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Shame on the so-called adults both here on UHub and on twitter who feel the need to denigrate some high school students discussing their experiences. The students read this stuff. You're right, Adam, the first inclination shouldn't be to question these kids but find out what is going on. Good on the Headmaster to sit down with them. I'm a BLS alum and appreciate that.

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Um, we say "disparage" around here.

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Dictionary, it's your friend, friend.

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Wow, that plane flew by hella low!

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"Shame on the so-called adults both here on UHub and on twitter who feel the need to denigrate some high school students discussing their experiences. The students read this stuff."

Good! Let the students read this stuff. Enough with "safe spaces" and institutionalized coddling so prevalent in academe now. If they wish to make a stand, they must face what comes along with it, both good and bad. This is how life works when they are out of high school and college.

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They're not the ones needing a safe space.

They're exercising their First Amendment rights to speak up on an issue that's important to them. They didn't vandalize anything or block traffic, they acted just like responsible adults in a civil society - and they're getting results. You know, like all the anons here have been telling black kids they should do for a couple years now. And yet you tell them to suck it up and accept all the bad things because that's just how life is. Gosh, it's almost like you just can't stand black kids, but that couldn't possibly be the case, forget I even suggested that.

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How could you miss my point so entirely? I WANT these kids to speak up! But I also want them to know that when they do, they are going to get the kind of response, both positive and very negative, that shows up places like this, because that's what happens. My complaint was with the poster who said, in effect, "cool it, the kids are reading this". They need to read it to know what they are up against. I have no patience for the "safe space" type mentality, and all of my complaints about it in the past have been directed to the white snowflake "type".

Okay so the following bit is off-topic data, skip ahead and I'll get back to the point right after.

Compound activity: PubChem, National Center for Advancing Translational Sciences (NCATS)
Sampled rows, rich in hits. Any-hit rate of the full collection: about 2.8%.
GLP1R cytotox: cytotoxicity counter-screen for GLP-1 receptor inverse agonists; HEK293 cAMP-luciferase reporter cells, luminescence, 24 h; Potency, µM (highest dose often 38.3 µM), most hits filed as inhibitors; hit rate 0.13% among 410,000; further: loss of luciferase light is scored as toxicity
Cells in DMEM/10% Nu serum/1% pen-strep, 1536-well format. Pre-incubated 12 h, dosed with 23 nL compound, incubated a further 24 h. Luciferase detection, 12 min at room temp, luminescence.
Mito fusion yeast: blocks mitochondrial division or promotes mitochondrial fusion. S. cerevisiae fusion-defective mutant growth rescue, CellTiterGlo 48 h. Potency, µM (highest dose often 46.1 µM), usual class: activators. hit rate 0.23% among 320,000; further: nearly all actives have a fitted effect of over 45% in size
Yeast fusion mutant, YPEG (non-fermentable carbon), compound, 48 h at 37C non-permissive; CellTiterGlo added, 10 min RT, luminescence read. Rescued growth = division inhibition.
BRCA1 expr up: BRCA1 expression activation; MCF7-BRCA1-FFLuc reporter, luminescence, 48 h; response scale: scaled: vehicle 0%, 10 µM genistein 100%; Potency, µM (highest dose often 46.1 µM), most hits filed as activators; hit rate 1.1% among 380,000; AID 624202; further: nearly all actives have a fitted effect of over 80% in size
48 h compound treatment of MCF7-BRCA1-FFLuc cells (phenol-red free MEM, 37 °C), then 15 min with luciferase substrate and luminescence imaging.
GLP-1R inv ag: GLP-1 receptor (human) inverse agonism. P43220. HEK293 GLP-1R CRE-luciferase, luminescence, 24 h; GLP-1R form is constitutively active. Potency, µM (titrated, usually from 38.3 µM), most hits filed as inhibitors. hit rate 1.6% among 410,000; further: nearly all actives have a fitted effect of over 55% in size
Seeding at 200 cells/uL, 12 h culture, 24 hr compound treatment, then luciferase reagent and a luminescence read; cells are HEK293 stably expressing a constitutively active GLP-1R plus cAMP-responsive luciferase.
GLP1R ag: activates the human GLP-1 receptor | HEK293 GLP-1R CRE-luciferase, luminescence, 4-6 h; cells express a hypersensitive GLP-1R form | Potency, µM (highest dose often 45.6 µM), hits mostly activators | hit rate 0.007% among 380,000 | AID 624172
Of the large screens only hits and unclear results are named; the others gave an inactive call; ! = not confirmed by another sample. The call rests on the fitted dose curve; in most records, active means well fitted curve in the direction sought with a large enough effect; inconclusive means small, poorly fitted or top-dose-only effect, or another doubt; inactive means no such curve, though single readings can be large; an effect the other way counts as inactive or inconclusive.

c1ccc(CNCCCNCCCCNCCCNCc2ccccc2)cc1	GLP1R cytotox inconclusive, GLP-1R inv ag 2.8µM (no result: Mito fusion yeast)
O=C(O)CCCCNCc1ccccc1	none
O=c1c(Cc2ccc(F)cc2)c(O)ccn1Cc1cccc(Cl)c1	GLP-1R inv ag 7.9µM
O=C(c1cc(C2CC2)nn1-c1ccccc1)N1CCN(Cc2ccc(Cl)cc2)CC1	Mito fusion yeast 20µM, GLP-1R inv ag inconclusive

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For completely misreading what you were saying and assuming you were saying the complete opposite of what you were.

As for your past comments, well, with so many anons, it's hard to know who's who. Even short of registering for an account, you can replace the default "anon" with something else (as long as it hasn't already been taken by a registered user). Several folks do that; might be worth it if you want to comment but don't want to register (one advantage of registering is that you lock in whatever particular name you want to use).

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The context of your original point did not come through at all. But, I never mentioned anything about safe spaces or whatever. I'm talking about adults hurling vitriol at high school kids. Unacceptable regardless of the underlying issue.

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If the student's complaints have been ignored, and the problem persists, it is time to call for action.

Some people expect rioting and school violence from Black Students...Can't handle when peaceful acts occur, so they attack those that are speaking out.

But this classy group is doing it the right, respectful way that will garner results

---Most people can't stand up for their convictions, because the majority of people might not be doing it. See, everybody's not doing it, so it must be wrong. And since everybody is doing it, it must be right. So a sort of numerical interpretation of what's right.

MARTIN LUTHER KING, JR., sermon delivered at Detroit's Second Baptist Church, Feb. 28, 1954

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Is that we only hear one side, because most schools cannot release information on investigations of kids and the findings of those investigations.